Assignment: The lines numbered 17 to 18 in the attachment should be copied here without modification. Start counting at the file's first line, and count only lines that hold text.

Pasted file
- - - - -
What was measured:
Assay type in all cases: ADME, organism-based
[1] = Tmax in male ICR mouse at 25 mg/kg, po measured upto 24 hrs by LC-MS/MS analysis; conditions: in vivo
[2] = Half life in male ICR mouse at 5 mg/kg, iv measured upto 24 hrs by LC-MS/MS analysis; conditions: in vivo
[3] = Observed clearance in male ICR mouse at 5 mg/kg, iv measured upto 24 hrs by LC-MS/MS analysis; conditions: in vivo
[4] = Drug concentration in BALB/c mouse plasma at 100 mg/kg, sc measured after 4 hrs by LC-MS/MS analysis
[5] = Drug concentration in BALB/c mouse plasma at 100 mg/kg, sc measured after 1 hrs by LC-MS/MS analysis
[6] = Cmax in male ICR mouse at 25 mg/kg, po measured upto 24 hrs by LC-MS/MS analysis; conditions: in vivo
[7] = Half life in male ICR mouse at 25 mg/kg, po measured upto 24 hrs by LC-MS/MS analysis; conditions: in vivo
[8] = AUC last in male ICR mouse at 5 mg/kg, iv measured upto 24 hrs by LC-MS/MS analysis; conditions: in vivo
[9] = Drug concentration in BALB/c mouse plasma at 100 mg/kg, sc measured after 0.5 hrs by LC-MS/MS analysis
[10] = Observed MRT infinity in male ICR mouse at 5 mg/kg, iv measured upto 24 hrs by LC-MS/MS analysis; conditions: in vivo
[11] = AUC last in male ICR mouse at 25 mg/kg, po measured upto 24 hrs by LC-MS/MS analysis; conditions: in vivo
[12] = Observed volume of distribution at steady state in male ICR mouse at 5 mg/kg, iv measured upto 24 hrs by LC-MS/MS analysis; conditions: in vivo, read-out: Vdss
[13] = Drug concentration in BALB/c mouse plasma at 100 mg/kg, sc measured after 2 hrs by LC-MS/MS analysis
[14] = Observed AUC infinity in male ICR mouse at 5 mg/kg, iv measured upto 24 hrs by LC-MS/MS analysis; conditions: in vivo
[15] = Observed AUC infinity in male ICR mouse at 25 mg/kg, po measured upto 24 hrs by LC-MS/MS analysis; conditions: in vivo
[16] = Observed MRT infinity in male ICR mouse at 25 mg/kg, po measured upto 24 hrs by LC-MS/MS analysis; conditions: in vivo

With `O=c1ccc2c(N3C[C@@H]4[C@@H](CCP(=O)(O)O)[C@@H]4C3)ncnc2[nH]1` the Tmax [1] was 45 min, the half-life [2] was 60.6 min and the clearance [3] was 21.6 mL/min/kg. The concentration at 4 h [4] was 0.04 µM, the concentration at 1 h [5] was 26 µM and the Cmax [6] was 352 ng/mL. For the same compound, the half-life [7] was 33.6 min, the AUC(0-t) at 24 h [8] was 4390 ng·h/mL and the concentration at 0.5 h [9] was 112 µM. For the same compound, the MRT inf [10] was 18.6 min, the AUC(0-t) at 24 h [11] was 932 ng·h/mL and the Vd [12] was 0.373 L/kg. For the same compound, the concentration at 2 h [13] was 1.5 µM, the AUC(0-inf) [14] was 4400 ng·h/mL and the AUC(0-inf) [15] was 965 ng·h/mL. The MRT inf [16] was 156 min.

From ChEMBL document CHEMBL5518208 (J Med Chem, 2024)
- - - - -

[15] = Observed AUC infinity in male ICR mouse at 25 mg/kg, po measured upto 24 hrs by LC-MS/MS analysis; conditions: in vivo
[16] = Observed MRT infinity in male ICR mouse at 25 mg/kg, po measured upto 24 hrs by LC-MS/MS analysis; conditions: in vivo